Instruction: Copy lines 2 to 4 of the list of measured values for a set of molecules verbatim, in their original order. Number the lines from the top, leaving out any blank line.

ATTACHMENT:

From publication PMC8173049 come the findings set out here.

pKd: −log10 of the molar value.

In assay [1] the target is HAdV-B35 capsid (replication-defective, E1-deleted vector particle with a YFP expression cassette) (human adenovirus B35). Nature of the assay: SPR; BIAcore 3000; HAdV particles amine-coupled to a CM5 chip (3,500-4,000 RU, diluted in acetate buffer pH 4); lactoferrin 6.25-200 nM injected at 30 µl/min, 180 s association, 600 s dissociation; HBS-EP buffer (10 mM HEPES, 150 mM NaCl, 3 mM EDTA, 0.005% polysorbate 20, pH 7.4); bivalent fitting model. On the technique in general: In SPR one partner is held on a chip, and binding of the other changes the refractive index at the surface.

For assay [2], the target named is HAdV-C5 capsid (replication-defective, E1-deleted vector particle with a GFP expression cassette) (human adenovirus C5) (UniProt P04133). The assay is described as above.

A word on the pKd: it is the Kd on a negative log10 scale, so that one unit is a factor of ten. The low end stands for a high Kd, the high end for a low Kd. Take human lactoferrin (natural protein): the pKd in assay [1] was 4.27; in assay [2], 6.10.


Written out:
pKd: −log10 of the molar value.

In assay [1] the target is HAdV-B35 capsid (replication-defective, E1-deleted vector particle with a YFP expression cassette) (human adenovirus B35). Nature of the assay: SPR; BIAcore 3000; HAdV particles amine-coupled to a CM5 chip (3,500-4,000 RU, diluted in acetate buffer pH 4); lactoferrin 6.25-200 nM injected at 30 µl/min, 180 s association, 600 s dissociation; HBS-EP buffer (10 mM HEPES, 150 mM NaCl, 3 mM EDTA, 0.005% polysorbate 20, pH 7.4); bivalent fitting model. On the technique in general: In SPR one partner is held on a chip, and binding of the other changes the refractive index at the surface.

For assay [2], the target named is HAdV-C5 capsid (replication-defective, E1-deleted vector particle with a GFP expression cassette) (human adenovirus C5) (UniProt P04133). The assay is described as above.